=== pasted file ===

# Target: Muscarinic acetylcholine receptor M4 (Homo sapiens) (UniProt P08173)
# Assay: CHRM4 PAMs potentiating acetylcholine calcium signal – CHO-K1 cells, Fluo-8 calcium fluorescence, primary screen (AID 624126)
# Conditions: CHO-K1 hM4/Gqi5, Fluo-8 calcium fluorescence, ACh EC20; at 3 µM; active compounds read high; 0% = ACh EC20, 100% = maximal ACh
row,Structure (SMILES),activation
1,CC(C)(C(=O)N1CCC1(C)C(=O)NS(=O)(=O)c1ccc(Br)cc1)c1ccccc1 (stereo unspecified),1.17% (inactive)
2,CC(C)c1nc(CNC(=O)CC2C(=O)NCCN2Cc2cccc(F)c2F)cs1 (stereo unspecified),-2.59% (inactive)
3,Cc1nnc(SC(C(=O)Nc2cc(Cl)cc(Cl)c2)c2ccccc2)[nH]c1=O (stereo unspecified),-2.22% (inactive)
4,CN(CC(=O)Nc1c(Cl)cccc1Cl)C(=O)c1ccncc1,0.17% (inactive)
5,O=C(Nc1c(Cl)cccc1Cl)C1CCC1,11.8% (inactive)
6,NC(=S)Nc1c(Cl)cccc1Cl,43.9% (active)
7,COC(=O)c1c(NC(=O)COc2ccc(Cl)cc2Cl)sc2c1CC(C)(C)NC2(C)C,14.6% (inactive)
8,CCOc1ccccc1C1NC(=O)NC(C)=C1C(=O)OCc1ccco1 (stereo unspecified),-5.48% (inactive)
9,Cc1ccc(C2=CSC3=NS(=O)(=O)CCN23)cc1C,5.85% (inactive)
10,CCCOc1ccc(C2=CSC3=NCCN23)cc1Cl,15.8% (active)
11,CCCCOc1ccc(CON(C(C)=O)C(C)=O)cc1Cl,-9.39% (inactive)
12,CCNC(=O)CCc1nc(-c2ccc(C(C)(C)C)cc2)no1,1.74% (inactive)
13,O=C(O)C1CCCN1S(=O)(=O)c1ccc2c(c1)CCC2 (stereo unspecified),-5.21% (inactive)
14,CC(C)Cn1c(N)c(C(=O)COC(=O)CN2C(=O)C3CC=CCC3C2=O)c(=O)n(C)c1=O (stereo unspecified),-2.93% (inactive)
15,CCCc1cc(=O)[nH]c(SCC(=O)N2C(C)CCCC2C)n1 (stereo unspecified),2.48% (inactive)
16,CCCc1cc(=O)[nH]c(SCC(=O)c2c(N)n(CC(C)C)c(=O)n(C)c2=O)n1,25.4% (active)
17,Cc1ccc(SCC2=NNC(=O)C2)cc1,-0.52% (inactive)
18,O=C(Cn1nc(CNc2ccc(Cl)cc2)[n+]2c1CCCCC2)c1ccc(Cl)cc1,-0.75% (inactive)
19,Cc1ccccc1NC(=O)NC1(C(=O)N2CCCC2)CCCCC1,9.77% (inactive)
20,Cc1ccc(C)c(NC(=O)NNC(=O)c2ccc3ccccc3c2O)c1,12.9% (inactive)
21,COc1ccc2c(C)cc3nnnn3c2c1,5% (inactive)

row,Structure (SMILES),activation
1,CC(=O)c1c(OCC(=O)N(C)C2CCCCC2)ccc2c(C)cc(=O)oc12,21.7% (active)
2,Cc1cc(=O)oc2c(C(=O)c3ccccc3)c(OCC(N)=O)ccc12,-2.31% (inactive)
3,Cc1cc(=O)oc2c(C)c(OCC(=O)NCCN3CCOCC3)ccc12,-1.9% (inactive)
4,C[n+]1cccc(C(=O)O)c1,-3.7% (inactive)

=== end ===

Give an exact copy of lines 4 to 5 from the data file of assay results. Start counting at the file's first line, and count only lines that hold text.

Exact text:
row,Structure (SMILES),activation
1,CC(C)(C(=O)N1CCC1(C)C(=O)NS(=O)(=O)c1ccc(Br)cc1)c1ccccc1 (stereo unspecified),1.17% (inactive)